Populism and Backlashes against International Courts
by Erik Voeten, Georgetown University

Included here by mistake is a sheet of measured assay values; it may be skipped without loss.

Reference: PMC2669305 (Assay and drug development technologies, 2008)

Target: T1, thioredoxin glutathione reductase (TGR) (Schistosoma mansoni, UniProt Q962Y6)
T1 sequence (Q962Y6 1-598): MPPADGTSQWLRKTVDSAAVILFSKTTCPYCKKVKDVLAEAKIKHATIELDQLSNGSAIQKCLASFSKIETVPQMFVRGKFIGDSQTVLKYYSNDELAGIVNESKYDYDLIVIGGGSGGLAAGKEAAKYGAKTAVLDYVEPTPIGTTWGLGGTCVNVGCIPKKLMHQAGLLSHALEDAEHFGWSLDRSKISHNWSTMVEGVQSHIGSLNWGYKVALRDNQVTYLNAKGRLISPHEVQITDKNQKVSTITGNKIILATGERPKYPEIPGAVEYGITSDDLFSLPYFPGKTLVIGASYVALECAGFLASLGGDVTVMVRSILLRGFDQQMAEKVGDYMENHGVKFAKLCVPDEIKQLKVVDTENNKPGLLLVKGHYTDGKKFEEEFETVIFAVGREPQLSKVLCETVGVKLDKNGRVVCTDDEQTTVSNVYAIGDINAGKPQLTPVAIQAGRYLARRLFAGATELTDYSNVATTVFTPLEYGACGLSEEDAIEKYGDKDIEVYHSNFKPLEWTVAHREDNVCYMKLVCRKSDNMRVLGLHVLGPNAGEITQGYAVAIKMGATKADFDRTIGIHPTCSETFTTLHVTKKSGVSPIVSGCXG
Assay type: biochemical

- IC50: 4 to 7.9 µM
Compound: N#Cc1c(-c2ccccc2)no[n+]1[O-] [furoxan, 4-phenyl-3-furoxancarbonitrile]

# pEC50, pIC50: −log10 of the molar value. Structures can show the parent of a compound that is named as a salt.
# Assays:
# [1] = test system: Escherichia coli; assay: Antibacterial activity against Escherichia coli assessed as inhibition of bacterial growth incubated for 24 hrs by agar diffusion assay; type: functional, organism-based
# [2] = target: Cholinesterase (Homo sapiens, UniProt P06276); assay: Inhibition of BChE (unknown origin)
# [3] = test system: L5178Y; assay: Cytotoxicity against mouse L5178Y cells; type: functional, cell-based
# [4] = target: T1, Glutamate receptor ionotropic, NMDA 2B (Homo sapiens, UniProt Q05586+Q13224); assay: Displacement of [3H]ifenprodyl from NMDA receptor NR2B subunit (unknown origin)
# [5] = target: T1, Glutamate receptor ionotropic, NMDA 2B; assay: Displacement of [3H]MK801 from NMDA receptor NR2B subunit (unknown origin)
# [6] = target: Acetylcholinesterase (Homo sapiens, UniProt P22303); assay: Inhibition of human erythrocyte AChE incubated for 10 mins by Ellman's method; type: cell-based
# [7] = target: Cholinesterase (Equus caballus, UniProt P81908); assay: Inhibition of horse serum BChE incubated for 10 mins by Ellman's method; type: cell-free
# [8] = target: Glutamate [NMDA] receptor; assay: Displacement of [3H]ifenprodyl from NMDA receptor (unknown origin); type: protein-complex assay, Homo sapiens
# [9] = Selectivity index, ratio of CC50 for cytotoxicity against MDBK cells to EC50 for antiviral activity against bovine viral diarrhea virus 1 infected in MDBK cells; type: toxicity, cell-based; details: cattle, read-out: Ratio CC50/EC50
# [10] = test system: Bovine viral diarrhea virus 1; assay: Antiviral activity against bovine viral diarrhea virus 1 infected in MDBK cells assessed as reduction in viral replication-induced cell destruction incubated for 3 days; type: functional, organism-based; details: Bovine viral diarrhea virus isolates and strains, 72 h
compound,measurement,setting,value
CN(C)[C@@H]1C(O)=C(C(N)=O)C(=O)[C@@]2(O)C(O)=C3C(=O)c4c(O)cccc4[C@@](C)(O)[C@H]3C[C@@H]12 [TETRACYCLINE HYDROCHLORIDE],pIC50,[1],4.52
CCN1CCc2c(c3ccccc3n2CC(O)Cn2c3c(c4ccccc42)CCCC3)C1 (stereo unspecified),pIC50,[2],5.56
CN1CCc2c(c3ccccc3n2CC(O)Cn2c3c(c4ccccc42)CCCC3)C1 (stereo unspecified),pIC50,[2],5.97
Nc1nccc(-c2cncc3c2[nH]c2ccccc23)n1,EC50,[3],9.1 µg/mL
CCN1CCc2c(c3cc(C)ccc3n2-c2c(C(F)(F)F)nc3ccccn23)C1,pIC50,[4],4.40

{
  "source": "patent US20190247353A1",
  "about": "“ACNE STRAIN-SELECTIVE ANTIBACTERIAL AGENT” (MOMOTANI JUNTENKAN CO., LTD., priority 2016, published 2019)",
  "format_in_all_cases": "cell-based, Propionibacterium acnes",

Why do some governments start backlashes against international courts whereas others continue to accept or avoid adverse judgments? Existing theories point to rising implementation costs and democratic reversals. I argue that a large number of backlashes are initiated by governments that rely on the support of populist movements and over court judgments that reinforce local populist mobilization narratives. Populist backlashes against international courts are not just about sovereignty. Populist attacks on international courts often follow efforts to curb domestic courts, usually for similar reasons. International courts do not just constrain governments but they also protect liberal limits on majoritarianism. This sometimes puts these courts in a position to protect the property rights of the ‘corrupt elites’ that are targeted by populists or the civil liberties of those who are targeted in domestic populist identity politics. Moreover, populism offers an ideology to attack the authority of a court rather than just its individual rulings. An empirical examination illustrates the plausibility of this theoretical argument. Yet, populist backlashes do not always succeed, either because leaders do not follow up on their exit threats or because populism is too thin an ideology for creating successful multilateral reform coalitions.